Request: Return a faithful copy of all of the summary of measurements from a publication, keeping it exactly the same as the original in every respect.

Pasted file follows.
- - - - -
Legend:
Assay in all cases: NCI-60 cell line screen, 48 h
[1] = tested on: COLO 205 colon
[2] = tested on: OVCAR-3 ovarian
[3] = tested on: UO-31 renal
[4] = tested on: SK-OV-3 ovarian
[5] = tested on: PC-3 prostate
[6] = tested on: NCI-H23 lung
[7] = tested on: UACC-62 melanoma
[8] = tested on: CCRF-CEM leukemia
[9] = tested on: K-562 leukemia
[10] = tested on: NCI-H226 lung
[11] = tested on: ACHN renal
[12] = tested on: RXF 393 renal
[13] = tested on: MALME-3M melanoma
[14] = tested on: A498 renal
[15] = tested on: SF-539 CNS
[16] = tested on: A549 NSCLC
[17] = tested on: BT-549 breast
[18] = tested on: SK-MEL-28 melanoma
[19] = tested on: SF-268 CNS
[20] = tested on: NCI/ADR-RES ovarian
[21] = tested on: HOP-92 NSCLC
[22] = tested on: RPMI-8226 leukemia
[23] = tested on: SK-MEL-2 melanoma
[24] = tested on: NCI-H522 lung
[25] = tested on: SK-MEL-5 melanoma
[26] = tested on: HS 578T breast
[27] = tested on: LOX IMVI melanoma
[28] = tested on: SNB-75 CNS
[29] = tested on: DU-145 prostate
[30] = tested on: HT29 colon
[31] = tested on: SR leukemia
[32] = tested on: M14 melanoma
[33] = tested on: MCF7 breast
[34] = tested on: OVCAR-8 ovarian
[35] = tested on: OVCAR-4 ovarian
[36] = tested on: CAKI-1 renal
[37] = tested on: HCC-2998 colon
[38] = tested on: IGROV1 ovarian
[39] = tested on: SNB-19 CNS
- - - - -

Legend:
Assay in all cases: NCI-60 cell line screen, 48 h
[1] = tested on: COLO 205 colon
[2] = tested on: OVCAR-3 ovarian
[3] = tested on: UO-31 renal
[4] = tested on: SK-OV-3 ovarian
[5] = tested on: PC-3 prostate
[6] = tested on: NCI-H23 lung
[7] = tested on: UACC-62 melanoma
[8] = tested on: CCRF-CEM leukemia
[9] = tested on: K-562 leukemia
[10] = tested on: NCI-H226 lung
[11] = tested on: ACHN renal
[12] = tested on: RXF 393 renal
[13] = tested on: MALME-3M melanoma
[14] = tested on: A498 renal
[15] = tested on: SF-539 CNS
[16] = tested on: A549 NSCLC
[17] = tested on: BT-549 breast
[18] = tested on: SK-MEL-28 melanoma
[19] = tested on: SF-268 CNS
[20] = tested on: NCI/ADR-RES ovarian
[21] = tested on: HOP-92 NSCLC
[22] = tested on: RPMI-8226 leukemia
[23] = tested on: SK-MEL-2 melanoma
[24] = tested on: NCI-H522 lung
[25] = tested on: SK-MEL-5 melanoma
[26] = tested on: HS 578T breast
[27] = tested on: LOX IMVI melanoma
[28] = tested on: SNB-75 CNS
[29] = tested on: DU-145 prostate
[30] = tested on: HT29 colon
[31] = tested on: SR leukemia
[32] = tested on: M14 melanoma
[33] = tested on: MCF7 breast
[34] = tested on: OVCAR-8 ovarian
[35] = tested on: OVCAR-4 ovarian
[36] = tested on: CAKI-1 renal
[37] = tested on: HCC-2998 colon
[38] = tested on: IGROV1 ovarian
[39] = tested on: SNB-19 CNS